Film Review: Back to the Future Part II
In 1989, Robert Zemeckis released Back to the Future Part II, as the second part of the Back to the Future trilogy. Starring Michael J. Fox, Christopher Lloyd, Lea Thompson, Thomas F. Wilson, Elisabeth Shue, James Tolkan, Jeffrey Weissman, and Flea, with a cameo by Elijah Wood in his first film appearance, the film grossed $332 million at the box office. It won the Saturn Award for Best Special Effects, the BAFTA Award for Best Visual Effects, a Golden Screen Award, a Young Artist Award, and the Blimp Award for Favorite Movie Actor and Favorite Movie Actress at the 1990 Kids’ Choice Awards. It was also nominated for the Academy Award for Visual Effects.
Doc Brown takes Marty McFly and his girlfriend, Jennifer, to 2015 in an attempt to save his son from trouble. But while they’re successful, the elderly Biff Tannen steals the DeLorean and a sports almanac to make his young self rich. He succeeds and alters the present into a dystopia where he is in control as a billionaire, causing Doc and Marty to return to 1955.
Just as well made as its predecessor, Back to the Future Part II provides another enjoyable experience to the franchise, so engrained into American culture that it was given its own day of celebration on October 21, 2015. Much of it is due to how the future is portrayed as it feels that the filmmakers didn’t want to try and make a future that was too “far out,” by combining technology that would feel at home in something like The Jetsons with that found in the late 80s and just having a good time with it. And though some of it was way off base, like the fashion and the fact there’s flying cars and hoverboards, other aspects would actually fit in today’s world. Take Marty Jr. deciding to watch multiple shows at once on TV. Not only are there televisions that have picture in picture as a feature, but people will often have multiple tabs open on internet browsers. And then there’s the Chicago Cubs winning the World Series. It’s a humorous joke, making fun of the fact that the team hadn’t been to the World Series since the 1940s. But it was nearly a reality as the Cubs were in the playoffs against the New York Mets, only to get eliminated on October 21.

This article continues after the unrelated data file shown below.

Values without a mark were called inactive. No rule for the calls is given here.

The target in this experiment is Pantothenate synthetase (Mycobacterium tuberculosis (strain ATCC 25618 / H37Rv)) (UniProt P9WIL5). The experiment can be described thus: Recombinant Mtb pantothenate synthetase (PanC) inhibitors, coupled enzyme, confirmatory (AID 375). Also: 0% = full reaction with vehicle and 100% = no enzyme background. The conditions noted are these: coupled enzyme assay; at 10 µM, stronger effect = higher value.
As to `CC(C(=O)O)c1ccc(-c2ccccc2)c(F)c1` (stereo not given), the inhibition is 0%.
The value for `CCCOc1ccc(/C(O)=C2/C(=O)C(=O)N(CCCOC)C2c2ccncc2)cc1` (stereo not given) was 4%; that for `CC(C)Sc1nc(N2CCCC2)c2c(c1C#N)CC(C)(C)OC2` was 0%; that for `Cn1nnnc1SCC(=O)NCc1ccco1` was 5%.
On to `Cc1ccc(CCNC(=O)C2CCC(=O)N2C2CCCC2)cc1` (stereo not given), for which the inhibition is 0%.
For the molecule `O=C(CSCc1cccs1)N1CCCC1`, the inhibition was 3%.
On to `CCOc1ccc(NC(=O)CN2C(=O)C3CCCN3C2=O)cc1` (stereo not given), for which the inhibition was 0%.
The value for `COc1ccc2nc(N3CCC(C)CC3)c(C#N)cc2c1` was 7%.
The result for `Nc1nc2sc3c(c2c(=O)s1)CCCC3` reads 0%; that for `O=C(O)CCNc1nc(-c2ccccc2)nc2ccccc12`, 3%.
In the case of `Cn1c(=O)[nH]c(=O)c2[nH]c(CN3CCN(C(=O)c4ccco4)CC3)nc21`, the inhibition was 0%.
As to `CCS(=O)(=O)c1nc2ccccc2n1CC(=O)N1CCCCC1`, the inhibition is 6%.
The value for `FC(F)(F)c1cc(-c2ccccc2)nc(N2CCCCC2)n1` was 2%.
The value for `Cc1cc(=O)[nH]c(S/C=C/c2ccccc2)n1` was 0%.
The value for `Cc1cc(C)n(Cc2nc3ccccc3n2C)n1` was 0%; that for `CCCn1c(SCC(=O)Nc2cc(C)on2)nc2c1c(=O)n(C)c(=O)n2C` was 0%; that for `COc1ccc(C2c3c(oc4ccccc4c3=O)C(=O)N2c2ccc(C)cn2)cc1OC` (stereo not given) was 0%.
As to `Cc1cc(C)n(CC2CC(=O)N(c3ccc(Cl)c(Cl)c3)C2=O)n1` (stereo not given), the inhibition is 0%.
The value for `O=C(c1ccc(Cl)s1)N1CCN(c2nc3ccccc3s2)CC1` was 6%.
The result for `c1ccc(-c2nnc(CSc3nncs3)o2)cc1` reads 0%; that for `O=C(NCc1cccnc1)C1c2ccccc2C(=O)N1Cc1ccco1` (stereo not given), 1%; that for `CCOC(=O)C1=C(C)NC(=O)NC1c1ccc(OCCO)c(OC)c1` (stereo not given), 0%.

And when it comes to Biff and the alternate 1985, the film showcases just what would happen if someone as narcissistic and sociopathic as the character was given a fast track to money and power. Not only is he able to start an empire of successive companies through his gambling, which essentially destroys the environment and the welcoming atmosphere of Hill Valley, but it gives him the potential to kill George McFly and become Lorraine’s abusive husband. Though his intelligence doesn’t change, he still has enough savvy to manipulate the powers that be, seeing as he claims to own the police. The aforementioned alternate Hill Valley Biff ends up creating is an incredibly well done representation of a dystopian society, so much so that it looks like it could exist in the world of Mad Max if the technology were available to allow Biff a high rise casino. His nuclear power plants generate enough pollutant to necessitate an industry to reclaim the waste generated. There’s also the amount of crime that’s so bad it requires citizens to protect themselves and their newspapers with shotguns.
But when it comes to Biff choosing to give his younger self the sports almanac on November 12, 1955, it’s interesting as to why that particular date is chosen. Doc states there’s either some sort of cosmic significance to it or that it’s one big coincidence. However, it could be more than that, seeing as old Biff remembers the day as the time George knocked him out and stole Lorraine from him (believing he had any sort of chance with her in the first place). He sees it as the worst day of his life and thinks it’s the best time to give himself the almanac as he could take the worst day and make it the greatest life.
Further, it seems that Marty gets a sort of character flaw out of nowhere, by losing his temper when someone calls him “chicken.” However, this makes sense and isn’t exactly from nowhere, seeing as it looked like he was willing to get into a fight in the first film, but it wasn’t from somebody calling him a name. In fact, no one had called him a name in the first films, so this isn’t exactly a character flaw out of nowhere, but it’s giving him more depth as a character.
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